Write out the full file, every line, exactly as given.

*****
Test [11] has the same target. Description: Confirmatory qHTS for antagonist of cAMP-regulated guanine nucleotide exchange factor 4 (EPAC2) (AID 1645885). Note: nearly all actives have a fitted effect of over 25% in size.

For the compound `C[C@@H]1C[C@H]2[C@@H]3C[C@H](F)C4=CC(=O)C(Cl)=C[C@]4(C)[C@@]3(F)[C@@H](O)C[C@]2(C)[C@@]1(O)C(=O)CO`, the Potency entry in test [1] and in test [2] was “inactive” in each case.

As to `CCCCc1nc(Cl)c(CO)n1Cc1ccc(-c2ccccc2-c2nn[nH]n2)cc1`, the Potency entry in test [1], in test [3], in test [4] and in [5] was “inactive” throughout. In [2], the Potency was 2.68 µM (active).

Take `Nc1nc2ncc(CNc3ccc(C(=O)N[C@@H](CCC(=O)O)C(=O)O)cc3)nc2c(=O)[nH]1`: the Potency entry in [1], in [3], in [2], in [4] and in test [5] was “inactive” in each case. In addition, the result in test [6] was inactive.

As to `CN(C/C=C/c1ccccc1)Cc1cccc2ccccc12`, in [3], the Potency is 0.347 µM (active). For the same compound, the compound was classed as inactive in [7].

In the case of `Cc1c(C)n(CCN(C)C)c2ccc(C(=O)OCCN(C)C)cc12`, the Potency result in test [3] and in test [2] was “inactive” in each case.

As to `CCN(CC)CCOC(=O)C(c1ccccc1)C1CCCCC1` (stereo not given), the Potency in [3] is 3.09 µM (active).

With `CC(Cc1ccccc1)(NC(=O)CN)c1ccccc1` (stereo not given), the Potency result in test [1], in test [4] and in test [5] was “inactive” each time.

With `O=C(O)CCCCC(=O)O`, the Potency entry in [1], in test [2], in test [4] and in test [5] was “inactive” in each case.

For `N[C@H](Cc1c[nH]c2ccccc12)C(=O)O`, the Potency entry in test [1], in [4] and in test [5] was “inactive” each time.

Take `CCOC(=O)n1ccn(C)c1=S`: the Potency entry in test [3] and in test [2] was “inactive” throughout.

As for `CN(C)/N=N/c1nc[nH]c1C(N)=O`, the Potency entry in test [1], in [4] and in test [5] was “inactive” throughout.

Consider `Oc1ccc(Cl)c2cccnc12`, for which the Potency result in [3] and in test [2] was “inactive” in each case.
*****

Test [11] has the same target. Description: Confirmatory qHTS for antagonist of cAMP-regulated guanine nucleotide exchange factor 4 (EPAC2) (AID 1645885). Note: nearly all actives have a fitted effect of over 25% in size.

For the compound `C[C@@H]1C[C@H]2[C@@H]3C[C@H](F)C4=CC(=O)C(Cl)=C[C@]4(C)[C@@]3(F)[C@@H](O)C[C@]2(C)[C@@]1(O)C(=O)CO`, the Potency entry in test [1] and in test [2] was “inactive” in each case.

As to `CCCCc1nc(Cl)c(CO)n1Cc1ccc(-c2ccccc2-c2nn[nH]n2)cc1`, the Potency entry in test [1], in test [3], in test [4] and in [5] was “inactive” throughout. In [2], the Potency was 2.68 µM (active).

Take `Nc1nc2ncc(CNc3ccc(C(=O)N[C@@H](CCC(=O)O)C(=O)O)cc3)nc2c(=O)[nH]1`: the Potency entry in [1], in [3], in [2], in [4] and in test [5] was “inactive” in each case. In addition, the result in test [6] was inactive.

As to `CN(C/C=C/c1ccccc1)Cc1cccc2ccccc12`, in [3], the Potency is 0.347 µM (active). For the same compound, the compound was classed as inactive in [7].

In the case of `Cc1c(C)n(CCN(C)C)c2ccc(C(=O)OCCN(C)C)cc12`, the Potency result in test [3] and in test [2] was “inactive” in each case.

As to `CCN(CC)CCOC(=O)C(c1ccccc1)C1CCCCC1` (stereo not given), the Potency in [3] is 3.09 µM (active).

With `CC(Cc1ccccc1)(NC(=O)CN)c1ccccc1` (stereo not given), the Potency result in test [1], in test [4] and in test [5] was “inactive” each time.

With `O=C(O)CCCCC(=O)O`, the Potency entry in [1], in test [2], in test [4] and in test [5] was “inactive” in each case.

For `N[C@H](Cc1c[nH]c2ccccc12)C(=O)O`, the Potency entry in test [1], in [4] and in test [5] was “inactive” each time.

Take `CCOC(=O)n1ccn(C)c1=S`: the Potency entry in test [3] and in test [2] was “inactive” throughout.

As for `CN(C)/N=N/c1nc[nH]c1C(N)=O`, the Potency entry in test [1], in [4] and in test [5] was “inactive” throughout.

Consider `Oc1ccc(Cl)c2cccnc12`, for which the Potency result in [3] and in test [2] was “inactive” in each case.